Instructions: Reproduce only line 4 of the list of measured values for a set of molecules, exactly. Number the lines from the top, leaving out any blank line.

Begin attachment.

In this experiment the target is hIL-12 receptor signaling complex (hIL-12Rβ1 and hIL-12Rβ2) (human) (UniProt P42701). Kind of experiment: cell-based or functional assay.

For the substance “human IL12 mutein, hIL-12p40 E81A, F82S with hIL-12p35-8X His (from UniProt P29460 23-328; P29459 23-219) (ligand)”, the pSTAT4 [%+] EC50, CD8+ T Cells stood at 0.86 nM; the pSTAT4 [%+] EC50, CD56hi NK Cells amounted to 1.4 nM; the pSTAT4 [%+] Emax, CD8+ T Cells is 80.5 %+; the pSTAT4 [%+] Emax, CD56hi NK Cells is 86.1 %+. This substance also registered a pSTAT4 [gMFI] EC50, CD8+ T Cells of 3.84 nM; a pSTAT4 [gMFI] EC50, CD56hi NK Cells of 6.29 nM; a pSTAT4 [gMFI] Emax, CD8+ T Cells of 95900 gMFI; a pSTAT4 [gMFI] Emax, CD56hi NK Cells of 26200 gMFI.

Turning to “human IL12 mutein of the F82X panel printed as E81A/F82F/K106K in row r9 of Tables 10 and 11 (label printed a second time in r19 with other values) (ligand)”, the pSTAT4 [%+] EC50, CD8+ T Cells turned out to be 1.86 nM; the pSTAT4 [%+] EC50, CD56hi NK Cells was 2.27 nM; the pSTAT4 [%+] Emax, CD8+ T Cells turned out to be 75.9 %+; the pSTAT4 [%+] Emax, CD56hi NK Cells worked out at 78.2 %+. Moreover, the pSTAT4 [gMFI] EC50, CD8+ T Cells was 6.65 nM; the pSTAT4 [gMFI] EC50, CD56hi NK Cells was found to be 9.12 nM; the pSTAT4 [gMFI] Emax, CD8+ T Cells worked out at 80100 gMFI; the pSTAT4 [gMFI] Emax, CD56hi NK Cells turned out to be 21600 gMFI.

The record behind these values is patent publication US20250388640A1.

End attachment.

The record behind these values is patent publication US20250388640A1.